Google is spinning off its research into self-driving cars into a separate company in a major sign of support for the technology.
The search giant is set to create a stand-alone business for its vehicular activities in the new year under the umbrella of its Alphabet parent company.
The new business will initially launch a fleet of vehicles offering rides for hire in locations such as college campuses, airports and corporate business parks, Bloomberg reported, with San Francisco and Austin set to be the first locations.
Under the restructuring, products and services including search, advertising, maps, YouTube and Android are part of the Google unit, presided over by Alphabet along with the like of venture capital arm Google Ventures, and the mysterious Google X research and development facility.
Google revealed earlier this year that it was ramping up testing on its driverless car program, having initially begun working in the area in 2009.
The vehicles, which have been tested thoroughly on the streets surrounding the company’s Mountain View headquarters, are limited to 25mph and also feature removable steering wheels, accelerator and brake pedals to ensure the drivers can also gain control if needed.
Google has also been testing a fleet of 23 specially equipped Lexus prototypes, which so far has logged more than one million test miles, in an effort to provide a slightly more luxurious option.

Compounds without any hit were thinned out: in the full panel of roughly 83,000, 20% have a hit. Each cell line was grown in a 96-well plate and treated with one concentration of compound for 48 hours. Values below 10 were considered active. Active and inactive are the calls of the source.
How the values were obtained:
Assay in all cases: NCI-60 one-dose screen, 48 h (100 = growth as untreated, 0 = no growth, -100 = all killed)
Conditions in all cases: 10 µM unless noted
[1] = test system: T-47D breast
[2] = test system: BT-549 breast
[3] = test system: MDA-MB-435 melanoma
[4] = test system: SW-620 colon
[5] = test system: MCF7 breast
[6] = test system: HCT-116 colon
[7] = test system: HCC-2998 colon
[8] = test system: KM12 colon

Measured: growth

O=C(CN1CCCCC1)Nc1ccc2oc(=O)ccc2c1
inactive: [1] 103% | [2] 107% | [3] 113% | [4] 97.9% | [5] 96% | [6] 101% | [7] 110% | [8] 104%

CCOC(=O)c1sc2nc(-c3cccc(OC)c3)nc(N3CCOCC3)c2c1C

Self-driving cars are set to be a significant new technology market within the next few years, as more and more companies look to get involved. This includes Apple, which is rumoured to be developing driving technology for a reveal next year, and Tesla, whose chief executive Elon Musk recently revealed that his company wants to seek out “hardcore engineers” in an effort to develop self-driving cars.
However, Google’s plan took a step back this week when California’s Department of Motor Vehicles ushered a draft set of rules for driverless cars that stipulate a driver must be present in the front of the vehicle at all times.
Whilst not set in stone, the rules would upset Google’s plans in California for driverless cars if passed.
Google hit back the rules, stating: “In developing vehicles that can take anyone from A to B at the push of a button, we’re hoping to transform mobility for millions of people, whether by reducing the 94 percent of accidents caused by human error or bringing everyday destinations within reach of those who might otherwise be excluded by their inability to drive a car.
“We’re gravely disappointed that California is already writing a ceiling on the potential for fully self-driving cars to help all of us who live here.”
What do you know about transport technology? Try our quiz!
After previously expressing its concern, the British Government now confirms a national security review of…